With this customer model, you’re inevitably going to have to let some people down. And the result? You could negatively impact your customer relationships and you don’t wanna get on their nerves!

Without a doubt, Customer Success Managers are constantly working towards an overarching objective: for customers to meet their goals. Consequently, CSMs can find themselves overstretching their prescribed job role.

It’s important to draw lines and politely redirect querying customers to the relevant department, such as sales. During our Customer Success Festival, Corinne Goldberg, the Head of Customer Success at Slack, explained that one of the defining characteristics of a CSM is their commitment to ensuring realistic expectations between customer and business.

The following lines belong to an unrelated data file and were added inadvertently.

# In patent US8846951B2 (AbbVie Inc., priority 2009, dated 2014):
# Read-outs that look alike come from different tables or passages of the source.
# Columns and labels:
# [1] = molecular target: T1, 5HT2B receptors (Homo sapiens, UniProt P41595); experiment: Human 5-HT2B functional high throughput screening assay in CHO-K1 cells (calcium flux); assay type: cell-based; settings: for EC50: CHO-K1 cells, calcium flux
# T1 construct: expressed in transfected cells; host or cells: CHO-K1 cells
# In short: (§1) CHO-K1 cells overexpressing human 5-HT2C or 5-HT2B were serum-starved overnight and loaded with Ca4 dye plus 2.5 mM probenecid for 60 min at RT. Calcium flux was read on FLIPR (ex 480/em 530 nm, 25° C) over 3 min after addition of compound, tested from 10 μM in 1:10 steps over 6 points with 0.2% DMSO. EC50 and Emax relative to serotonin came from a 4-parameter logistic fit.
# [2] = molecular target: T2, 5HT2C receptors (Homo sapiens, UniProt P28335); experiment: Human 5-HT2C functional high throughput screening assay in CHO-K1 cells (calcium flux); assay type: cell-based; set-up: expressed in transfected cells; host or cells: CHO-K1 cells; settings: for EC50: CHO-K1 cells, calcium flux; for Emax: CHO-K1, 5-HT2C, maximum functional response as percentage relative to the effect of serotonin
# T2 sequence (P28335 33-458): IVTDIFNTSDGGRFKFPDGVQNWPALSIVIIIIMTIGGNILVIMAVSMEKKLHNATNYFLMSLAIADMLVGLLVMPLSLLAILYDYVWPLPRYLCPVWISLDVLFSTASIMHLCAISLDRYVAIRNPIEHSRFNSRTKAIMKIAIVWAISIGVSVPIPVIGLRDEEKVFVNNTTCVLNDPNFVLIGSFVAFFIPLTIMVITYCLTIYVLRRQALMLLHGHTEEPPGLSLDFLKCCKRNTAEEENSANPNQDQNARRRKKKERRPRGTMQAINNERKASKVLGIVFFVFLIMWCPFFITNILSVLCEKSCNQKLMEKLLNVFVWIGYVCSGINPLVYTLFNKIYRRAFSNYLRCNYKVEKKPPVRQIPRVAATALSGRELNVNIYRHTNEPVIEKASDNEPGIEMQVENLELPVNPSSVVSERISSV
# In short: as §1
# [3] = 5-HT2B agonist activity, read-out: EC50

The last thing CSMs want to do is disappoint their customers. After all, when customers are disengaged and neglected, you’ll become susceptible to increased churn rates, and while it is possible, re-engaging a churned customer isn’t easy.

Of course, everyone wants to be able to have their customers leave fully satisfied. But realistically, in a SaaS business model that isn’t feasible. In turn, by letting people down you compromise the quality of your service. If customers feel neglected this can spark a high churn rate — something you definitely want to avoid like the plague. Essentially, providing genuinely helpful feedback works both ways.

Account Managers, on the other hand, might be categorized as “yes” people. If you’re paid by the hour by the customer, there can be an obligation to agree to every request made; this can often not only be disappointing for the client but incredibly time-consuming.

Proactive customer success managers

The different approaches of Customer Success Managers vs. Account Managers

A key difference between Account Managers and CSMs can be measured by their skill sets, and the way both industries feed into each other is highly contested.